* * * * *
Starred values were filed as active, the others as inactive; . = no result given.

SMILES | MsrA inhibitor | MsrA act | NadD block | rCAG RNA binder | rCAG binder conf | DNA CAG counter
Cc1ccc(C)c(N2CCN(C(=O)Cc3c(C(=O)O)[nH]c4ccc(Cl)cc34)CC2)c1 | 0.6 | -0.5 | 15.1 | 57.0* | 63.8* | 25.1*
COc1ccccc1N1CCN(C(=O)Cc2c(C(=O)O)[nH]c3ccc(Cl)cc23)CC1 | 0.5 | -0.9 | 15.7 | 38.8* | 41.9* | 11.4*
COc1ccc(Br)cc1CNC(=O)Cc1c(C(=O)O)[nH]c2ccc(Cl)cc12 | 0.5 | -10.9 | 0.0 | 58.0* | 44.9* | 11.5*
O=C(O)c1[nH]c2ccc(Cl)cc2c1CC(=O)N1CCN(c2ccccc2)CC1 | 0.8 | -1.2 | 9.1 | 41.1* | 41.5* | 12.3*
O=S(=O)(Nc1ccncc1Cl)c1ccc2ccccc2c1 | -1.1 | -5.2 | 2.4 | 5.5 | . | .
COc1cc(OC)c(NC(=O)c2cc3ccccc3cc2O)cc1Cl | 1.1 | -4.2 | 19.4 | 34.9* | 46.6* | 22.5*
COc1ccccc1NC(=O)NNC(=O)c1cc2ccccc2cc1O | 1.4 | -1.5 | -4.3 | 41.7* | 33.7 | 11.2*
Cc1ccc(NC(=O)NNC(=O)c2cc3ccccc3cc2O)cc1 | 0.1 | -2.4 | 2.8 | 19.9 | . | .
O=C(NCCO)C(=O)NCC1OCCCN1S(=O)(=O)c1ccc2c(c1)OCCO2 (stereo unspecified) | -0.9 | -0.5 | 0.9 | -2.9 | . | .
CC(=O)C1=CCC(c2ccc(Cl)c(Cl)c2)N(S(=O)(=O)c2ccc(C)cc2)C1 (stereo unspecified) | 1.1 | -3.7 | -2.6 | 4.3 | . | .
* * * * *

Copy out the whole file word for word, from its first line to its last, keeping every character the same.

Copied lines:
Starred values were filed as active, the others as inactive; . = no result given.

SMILES | MsrA inhibitor | MsrA act | NadD block | rCAG RNA binder | rCAG binder conf | DNA CAG counter
Cc1ccc(C)c(N2CCN(C(=O)Cc3c(C(=O)O)[nH]c4ccc(Cl)cc34)CC2)c1 | 0.6 | -0.5 | 15.1 | 57.0* | 63.8* | 25.1*
COc1ccccc1N1CCN(C(=O)Cc2c(C(=O)O)[nH]c3ccc(Cl)cc23)CC1 | 0.5 | -0.9 | 15.7 | 38.8* | 41.9* | 11.4*
COc1ccc(Br)cc1CNC(=O)Cc1c(C(=O)O)[nH]c2ccc(Cl)cc12 | 0.5 | -10.9 | 0.0 | 58.0* | 44.9* | 11.5*
O=C(O)c1[nH]c2ccc(Cl)cc2c1CC(=O)N1CCN(c2ccccc2)CC1 | 0.8 | -1.2 | 9.1 | 41.1* | 41.5* | 12.3*
O=S(=O)(Nc1ccncc1Cl)c1ccc2ccccc2c1 | -1.1 | -5.2 | 2.4 | 5.5 | . | .
COc1cc(OC)c(NC(=O)c2cc3ccccc3cc2O)cc1Cl | 1.1 | -4.2 | 19.4 | 34.9* | 46.6* | 22.5*
COc1ccccc1NC(=O)NNC(=O)c1cc2ccccc2cc1O | 1.4 | -1.5 | -4.3 | 41.7* | 33.7 | 11.2*
Cc1ccc(NC(=O)NNC(=O)c2cc3ccccc3cc2O)cc1 | 0.1 | -2.4 | 2.8 | 19.9 | . | .
O=C(NCCO)C(=O)NCC1OCCCN1S(=O)(=O)c1ccc2c(c1)OCCO2 (stereo unspecified) | -0.9 | -0.5 | 0.9 | -2.9 | . | .
CC(=O)C1=CCC(c2ccc(Cl)c(Cl)c2)N(S(=O)(=O)c2ccc(C)cc2)C1 (stereo unspecified) | 1.1 | -3.7 | -2.6 | 4.3 | . | .